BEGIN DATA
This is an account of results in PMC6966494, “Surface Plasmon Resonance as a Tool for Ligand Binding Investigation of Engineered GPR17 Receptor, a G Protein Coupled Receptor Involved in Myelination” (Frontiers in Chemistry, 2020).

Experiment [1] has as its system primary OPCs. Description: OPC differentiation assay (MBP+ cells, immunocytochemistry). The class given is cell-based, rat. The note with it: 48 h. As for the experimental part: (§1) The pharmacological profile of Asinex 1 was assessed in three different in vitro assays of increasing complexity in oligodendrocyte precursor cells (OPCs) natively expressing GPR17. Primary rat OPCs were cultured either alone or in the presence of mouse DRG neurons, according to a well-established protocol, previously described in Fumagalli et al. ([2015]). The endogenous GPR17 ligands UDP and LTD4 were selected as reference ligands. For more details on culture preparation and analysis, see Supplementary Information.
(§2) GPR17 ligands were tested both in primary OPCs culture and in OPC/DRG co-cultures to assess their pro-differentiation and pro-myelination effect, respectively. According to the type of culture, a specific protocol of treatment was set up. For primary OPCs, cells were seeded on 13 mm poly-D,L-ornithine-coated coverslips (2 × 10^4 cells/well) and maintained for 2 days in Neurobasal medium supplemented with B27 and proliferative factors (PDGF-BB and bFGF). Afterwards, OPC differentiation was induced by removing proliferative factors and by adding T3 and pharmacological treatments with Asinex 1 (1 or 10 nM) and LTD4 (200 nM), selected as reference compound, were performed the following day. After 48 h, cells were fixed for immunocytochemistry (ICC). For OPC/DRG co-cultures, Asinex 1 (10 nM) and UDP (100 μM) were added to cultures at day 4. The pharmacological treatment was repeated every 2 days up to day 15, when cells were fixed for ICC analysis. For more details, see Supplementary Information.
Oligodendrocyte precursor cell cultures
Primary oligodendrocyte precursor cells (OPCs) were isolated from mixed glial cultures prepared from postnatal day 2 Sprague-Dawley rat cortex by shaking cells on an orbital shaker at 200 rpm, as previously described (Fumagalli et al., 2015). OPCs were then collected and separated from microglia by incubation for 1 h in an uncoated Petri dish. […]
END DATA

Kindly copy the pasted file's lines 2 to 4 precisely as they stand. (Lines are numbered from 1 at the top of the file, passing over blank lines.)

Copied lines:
Experiment [1] has as its system primary OPCs. Description: OPC differentiation assay (MBP+ cells, immunocytochemistry). The class given is cell-based, rat. The note with it: 48 h. As for the experimental part: (§1) The pharmacological profile of Asinex 1 was assessed in three different in vitro assays of increasing complexity in oligodendrocyte precursor cells (OPCs) natively expressing GPR17. Primary rat OPCs were cultured either alone or in the presence of mouse DRG neurons, according to a well-established protocol, previously described in Fumagalli et al. ([2015]). The endogenous GPR17 ligands UDP and LTD4 were selected as reference ligands. For more details on culture preparation and analysis, see Supplementary Information.
(§2) GPR17 ligands were tested both in primary OPCs culture and in OPC/DRG co-cultures to assess their pro-differentiation and pro-myelination effect, respectively. According to the type of culture, a specific protocol of treatment was set up. For primary OPCs, cells were seeded on 13 mm poly-D,L-ornithine-coated coverslips (2 × 10^4 cells/well) and maintained for 2 days in Neurobasal medium supplemented with B27 and proliferative factors (PDGF-BB and bFGF). Afterwards, OPC differentiation was induced by removing proliferative factors and by adding T3 and pharmacological treatments with Asinex 1 (1 or 10 nM) and LTD4 (200 nM), selected as reference compound, were performed the following day. After 48 h, cells were fixed for immunocytochemistry (ICC). For OPC/DRG co-cultures, Asinex 1 (10 nM) and UDP (100 μM) were added to cultures at day 4. The pharmacological treatment was repeated every 2 days up to day 15, when cells were fixed for ICC analysis. For more details, see Supplementary Information.
Oligodendrocyte precursor cell cultures